The AmCC and ACC could be hypoactive, which is present in disorders such as depression, neurodegenerative diseases, ED and other disorders impacting body image, and drug addicted individuals. On the other side of the spectrum, a hyperactive ACC is presented in OCD [5,9,10]. The hypoactivity found within the ACC and AmCC may contribute to the altered reward-punishment system, leading to more irregularity of processing punishing behavioral actions; this maladaptive neurological pathway would ultimately only sustain the disorder unless addressed [5]. 

This research suggests that disorders surrounding body image share the same neural activations as those who struggle with drug abuse. Drug abuse has been associated with ACC hypoactivity, specifically for the ability to detect errors. Inability to properly detect error clinically presents itself as loss of insight, delusions, and perseverative behavior; all of which describe severe BDD characteristics and Body Image Disorder traits [11].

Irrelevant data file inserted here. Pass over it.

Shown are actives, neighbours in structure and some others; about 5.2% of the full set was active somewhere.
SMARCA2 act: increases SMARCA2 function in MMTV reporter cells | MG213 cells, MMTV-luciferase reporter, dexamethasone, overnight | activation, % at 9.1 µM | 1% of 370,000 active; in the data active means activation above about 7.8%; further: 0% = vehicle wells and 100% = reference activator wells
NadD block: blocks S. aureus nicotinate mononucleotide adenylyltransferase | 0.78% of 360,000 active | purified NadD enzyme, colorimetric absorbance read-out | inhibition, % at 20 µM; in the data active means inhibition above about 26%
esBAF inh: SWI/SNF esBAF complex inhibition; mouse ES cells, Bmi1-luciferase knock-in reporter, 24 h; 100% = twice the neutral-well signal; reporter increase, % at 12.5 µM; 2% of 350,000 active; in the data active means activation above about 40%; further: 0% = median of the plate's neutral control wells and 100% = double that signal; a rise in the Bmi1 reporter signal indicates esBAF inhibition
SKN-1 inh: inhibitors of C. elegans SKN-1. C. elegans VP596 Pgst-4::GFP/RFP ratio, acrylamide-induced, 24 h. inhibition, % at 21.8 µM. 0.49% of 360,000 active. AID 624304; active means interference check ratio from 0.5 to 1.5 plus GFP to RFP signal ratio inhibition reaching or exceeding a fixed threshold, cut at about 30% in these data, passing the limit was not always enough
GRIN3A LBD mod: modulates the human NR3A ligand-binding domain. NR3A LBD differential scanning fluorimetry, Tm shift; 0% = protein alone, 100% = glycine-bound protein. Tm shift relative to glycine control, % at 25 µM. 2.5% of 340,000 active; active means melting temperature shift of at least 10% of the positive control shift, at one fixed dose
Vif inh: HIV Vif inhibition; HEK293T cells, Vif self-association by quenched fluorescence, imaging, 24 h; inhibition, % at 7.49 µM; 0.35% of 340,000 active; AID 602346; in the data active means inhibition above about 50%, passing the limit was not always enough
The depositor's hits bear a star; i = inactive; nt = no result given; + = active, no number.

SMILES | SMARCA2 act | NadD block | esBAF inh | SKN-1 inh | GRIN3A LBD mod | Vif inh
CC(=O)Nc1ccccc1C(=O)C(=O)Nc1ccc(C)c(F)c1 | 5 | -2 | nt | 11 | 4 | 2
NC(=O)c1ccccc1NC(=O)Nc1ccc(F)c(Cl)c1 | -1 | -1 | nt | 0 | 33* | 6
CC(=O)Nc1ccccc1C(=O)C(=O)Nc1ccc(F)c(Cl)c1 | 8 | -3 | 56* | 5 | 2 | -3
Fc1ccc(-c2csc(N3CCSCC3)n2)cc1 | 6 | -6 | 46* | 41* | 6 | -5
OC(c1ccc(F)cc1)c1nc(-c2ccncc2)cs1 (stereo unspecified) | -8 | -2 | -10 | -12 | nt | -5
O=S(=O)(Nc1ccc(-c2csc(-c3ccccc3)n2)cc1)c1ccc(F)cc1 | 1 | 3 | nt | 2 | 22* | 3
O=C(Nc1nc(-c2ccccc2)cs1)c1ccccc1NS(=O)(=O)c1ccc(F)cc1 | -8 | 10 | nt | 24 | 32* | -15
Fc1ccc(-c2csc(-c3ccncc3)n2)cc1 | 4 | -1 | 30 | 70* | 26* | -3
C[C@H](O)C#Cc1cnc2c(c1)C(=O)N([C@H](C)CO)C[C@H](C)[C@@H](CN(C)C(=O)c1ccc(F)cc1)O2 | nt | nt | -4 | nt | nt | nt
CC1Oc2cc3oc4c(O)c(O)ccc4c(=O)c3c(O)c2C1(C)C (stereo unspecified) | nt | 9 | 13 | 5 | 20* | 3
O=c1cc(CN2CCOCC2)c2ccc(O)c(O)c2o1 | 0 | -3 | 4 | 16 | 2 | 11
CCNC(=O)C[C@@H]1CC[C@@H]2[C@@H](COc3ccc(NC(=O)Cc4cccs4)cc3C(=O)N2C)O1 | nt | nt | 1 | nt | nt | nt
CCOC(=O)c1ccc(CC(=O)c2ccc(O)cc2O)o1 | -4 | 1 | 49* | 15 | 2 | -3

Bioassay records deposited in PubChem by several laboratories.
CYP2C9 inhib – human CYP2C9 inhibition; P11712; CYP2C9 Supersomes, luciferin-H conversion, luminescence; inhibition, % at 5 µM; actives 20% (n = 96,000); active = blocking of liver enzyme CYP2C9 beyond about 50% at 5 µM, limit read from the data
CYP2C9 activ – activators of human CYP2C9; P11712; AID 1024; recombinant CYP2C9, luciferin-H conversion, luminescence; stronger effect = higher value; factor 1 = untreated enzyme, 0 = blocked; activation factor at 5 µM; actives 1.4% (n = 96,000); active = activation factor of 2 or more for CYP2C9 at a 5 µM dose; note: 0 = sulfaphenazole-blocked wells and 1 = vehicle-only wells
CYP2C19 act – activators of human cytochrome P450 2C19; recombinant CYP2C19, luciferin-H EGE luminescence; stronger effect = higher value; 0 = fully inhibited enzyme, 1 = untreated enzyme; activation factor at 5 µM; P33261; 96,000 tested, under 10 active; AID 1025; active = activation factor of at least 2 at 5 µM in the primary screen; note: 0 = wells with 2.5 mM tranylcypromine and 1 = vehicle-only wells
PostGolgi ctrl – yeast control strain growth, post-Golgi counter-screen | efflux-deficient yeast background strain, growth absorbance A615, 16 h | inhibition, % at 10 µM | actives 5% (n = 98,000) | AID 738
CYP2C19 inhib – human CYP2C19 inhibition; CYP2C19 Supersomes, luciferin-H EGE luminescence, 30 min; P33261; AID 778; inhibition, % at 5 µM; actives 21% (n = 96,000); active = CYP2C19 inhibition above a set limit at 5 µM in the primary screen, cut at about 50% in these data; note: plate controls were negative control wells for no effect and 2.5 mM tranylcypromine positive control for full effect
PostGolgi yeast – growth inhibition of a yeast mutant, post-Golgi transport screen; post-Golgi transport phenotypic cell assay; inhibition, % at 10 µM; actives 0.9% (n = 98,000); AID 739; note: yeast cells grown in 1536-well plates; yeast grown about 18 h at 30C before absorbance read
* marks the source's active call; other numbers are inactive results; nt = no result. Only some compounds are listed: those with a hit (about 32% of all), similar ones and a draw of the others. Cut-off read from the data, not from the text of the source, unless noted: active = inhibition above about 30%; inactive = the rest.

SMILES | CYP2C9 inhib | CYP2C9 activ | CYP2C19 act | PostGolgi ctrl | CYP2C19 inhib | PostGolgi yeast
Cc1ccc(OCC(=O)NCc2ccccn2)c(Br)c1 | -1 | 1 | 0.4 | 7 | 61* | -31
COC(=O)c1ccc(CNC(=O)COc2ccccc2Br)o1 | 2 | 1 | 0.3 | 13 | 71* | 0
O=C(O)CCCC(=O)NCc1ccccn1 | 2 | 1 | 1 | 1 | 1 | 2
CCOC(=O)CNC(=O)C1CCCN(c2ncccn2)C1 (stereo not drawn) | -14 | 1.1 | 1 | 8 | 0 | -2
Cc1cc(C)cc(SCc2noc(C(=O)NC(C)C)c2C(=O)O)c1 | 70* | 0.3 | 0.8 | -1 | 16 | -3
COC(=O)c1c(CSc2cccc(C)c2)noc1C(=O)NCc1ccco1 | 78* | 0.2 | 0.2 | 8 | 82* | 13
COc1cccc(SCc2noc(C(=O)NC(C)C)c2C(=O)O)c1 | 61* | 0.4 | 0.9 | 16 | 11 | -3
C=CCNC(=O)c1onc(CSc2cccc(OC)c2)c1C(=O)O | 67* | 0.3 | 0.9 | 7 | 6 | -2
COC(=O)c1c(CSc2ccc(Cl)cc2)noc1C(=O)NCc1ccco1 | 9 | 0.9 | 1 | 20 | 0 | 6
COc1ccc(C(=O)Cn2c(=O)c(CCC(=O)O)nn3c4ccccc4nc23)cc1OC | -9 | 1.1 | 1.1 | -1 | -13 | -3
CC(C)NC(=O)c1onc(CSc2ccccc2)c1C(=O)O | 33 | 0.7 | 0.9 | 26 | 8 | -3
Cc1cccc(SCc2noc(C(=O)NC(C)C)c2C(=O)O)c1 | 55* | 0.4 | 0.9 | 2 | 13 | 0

A “Root-Cause” Plan of Care

Truly, disorders surrounding body image should be first and foremost addressed by a psychiatrist and medical interdisciplinary team. Often the motivating force behind these negative and addictive behaviors stems from avoidance of painful emotions [12]. Individuals partake in these maladaptive behaviors in order to help avoid or regulate their negative emotions; similarly mirrored in BDD behaviors and their OCD cycles. This being said, understanding the importance of the ACC and how it supports processes such as regulation of emotions, brain reward systems leading to habit building, and cognition can further help clinicians create a “root-cause” plan of therapy [12]. 

This research leads to the suggestion of possibly treating the traits of Body Image disorders at the neurological level. Would it be beneficial to incorporate ACC damage care into therapeutic work, such as one might care for a traumatic brain injury (TBI) that affects these areas of the brain? 

Some possible treatments that could be included when caring for patients with symptoms of ACC damage include:

  • Cognitive-Behavioral Therapy (CBT): particularly helpful for individuals to help understand addictive behavior patterns and develop positive coping mechanisms to avoid their harmful behaviors [13]
  • Cognitive Rehabilitation Exercises: practicing these on a regular basis helps catalyze neuroplasticity of the brain, allowing the individual to create new neural connections and efficiently create adaptive changes [13]